22.     {
    23.         Array.Copy(ba, 0, serialized, location, 4);
    24.         location +=4;
    25.     }
    26.  
    27.     return serialized;
    28. }
    29.  
    30. //deserialize byte array back to an integer array
    31. //the provided byte array is a 4 byte header of an integer which represents the integer array length, followed by the serialized contents of the entire integer array
    32. public int[] byteArrayToIntArray(byte[] serialized)
    33. {
    34.     int location = 0;
    35.     //first we get the int array length that we serialized to the start of the byte array
    36.     int length = BitConverter.ToInt32(serialized, location);
    37.     location += 4;
    38.  
    39.     int[] intArray = new int[length];
    40.     int index = 0;
    41.     while (index < length)  //Now lets reconstruct the original integer array
    42.     {
    43.         intArray[index] = BitConverter.ToInt32(serialized, location);
    44.         location += 4;
    45.         index++;
    46.     }
    47.  
    48.     return intArray;
    49. }
     
    Last edited: Mar 17, 2021
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  11. seejayjames

    seejayjames

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    Thanks everyone! I've got a version that seems to work fine. I don't think any bottlenecks will be at this end anyways, it's more about UDP packet sizes and rate of transfer. Will test it on the LED hardware soon and see.
     
  12. TheZombieKiller

    TheZombieKiller

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    Since UdpClient.Send can only accept byte arrays (and has no pointer overloads), there's unfortunately no way to safely avoid copying the data. With that in mind, the most efficient way to convert from int[] to byte[] should be the following:
    Code (CSharp):
    1. var result = new byte[input.Length * sizeof(int)];
    2. Buffer.BlockCopy(input, 0, result, 0, result.Length);
    I'd suggest allocating a single byte[] array with your largest expected size, and reusing it for future Send calls to keep your allocations down (since Send can accept a data size).

    Also keep in mind that none of these solutions (mine included) account for endianness, which requires additional code to handle properly.
     
    Last edited: Mar 18, 2021
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  13. seejayjames

    seejayjames

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    Hmm, didn't work, it's inserting 3 0's after each value in the list. Without the *sizeof(int) it does the same, but only 8 values total are printed.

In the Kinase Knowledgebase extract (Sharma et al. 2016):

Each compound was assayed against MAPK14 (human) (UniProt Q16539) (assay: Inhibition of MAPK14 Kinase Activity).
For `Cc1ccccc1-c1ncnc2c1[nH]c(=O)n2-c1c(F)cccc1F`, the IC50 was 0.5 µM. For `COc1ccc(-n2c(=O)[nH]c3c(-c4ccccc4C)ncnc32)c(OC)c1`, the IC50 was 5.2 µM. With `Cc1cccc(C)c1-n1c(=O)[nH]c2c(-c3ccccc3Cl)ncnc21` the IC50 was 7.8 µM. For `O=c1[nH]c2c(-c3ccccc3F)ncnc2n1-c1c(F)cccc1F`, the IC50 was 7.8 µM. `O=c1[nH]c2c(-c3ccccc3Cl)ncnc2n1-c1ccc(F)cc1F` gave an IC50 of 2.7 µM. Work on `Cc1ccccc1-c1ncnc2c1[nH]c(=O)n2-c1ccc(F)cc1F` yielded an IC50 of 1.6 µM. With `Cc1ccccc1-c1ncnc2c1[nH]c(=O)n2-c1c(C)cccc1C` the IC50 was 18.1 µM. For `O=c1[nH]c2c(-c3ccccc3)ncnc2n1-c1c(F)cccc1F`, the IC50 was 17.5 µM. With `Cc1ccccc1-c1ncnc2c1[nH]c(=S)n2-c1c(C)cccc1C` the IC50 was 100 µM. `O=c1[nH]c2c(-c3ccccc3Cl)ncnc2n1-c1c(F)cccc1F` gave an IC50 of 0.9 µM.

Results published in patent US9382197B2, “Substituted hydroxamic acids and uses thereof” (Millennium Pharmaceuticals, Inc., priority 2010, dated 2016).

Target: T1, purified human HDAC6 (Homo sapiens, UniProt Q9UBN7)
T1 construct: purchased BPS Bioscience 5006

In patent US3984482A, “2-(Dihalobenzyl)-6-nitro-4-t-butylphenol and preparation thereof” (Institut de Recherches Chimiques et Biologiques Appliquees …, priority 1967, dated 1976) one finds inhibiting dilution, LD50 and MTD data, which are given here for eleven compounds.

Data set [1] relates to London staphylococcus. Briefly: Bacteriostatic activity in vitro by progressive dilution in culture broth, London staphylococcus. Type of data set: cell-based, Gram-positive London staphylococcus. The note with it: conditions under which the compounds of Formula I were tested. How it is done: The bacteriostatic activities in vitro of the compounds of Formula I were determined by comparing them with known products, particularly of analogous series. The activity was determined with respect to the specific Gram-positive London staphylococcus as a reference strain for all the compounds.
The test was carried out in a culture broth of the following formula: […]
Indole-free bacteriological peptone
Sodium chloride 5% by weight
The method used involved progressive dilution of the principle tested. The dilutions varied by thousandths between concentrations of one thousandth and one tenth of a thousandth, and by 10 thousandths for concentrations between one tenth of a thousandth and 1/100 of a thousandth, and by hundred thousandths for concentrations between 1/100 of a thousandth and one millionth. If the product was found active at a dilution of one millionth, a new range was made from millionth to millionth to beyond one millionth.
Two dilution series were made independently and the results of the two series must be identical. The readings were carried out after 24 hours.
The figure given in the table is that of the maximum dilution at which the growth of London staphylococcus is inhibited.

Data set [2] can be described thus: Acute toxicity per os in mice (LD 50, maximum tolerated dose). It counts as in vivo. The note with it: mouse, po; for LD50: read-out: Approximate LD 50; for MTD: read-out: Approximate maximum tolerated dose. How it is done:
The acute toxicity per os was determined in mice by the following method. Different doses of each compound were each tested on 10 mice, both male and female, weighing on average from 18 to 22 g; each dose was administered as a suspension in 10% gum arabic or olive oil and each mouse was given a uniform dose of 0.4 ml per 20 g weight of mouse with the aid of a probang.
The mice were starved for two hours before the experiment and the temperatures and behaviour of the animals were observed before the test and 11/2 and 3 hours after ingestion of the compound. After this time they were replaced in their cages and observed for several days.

{ 0, 10, 50, 100, 150, 200, 250, 255 } // just for testing
    List out is
    { 0, 0, 0, 0, 10, 0 0 0 }

    Also, curious, any reason you used
    var result
    instead of
    byte[] result?

    I've tried both, seems to be no difference.
     
  14. Suddoha

    Suddoha

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    Well, if your test array is still an int array, that'd be correct (little endianness in your case).
    int32 split into bytes for your test array:
    0 => 0, 0, 0, 0
    10 => 10, 0, 0, 0
    50 => 50, 0, 0, 0

    and so on

    If your test array contained values greater than 255, it'd continue like this:
    256 => 0, 1, 0, 0
    257=> 1, 1, 0, 0
    ...
    300 => 44, 1, 0, 0

    The last argument tells the method how many bytes to copy. Since an int in C# (System.Int32) consists of 4 bytes, you want to copy the number of integers * size of an integer. Your test array contains 8 values, hence you want to copy 8 * 4 bytes = 32 bytes.
    If you remove the sizeof(int), it won't magically copy only one byte of each of those integers, instead it'll start at the supplied start index and copy 8 contiguous bytes, which is the length of 2 ints. So yes, the result looks the same (at least the 8 bytes it copied), but now you've only copied a quarter of the bytes contained in the int array.

    There's no difference. As long as the compiler can infer the type from the context (e.g. when you do an assignment), you'll be able to use it. But you don't have to. Note that this is usually turning into an endless debate about pros and cons of var versus using explicit types - better don't start it. :p
     
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  15. seejayjames

    seejayjames

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    Ok cool, that makes sense, thanks for the clarification. There are a few holes in my understanding of the basic data types and endianness. In my case I only need 8-bit ints, so now I'm just using a byte array to start with. Should be all good.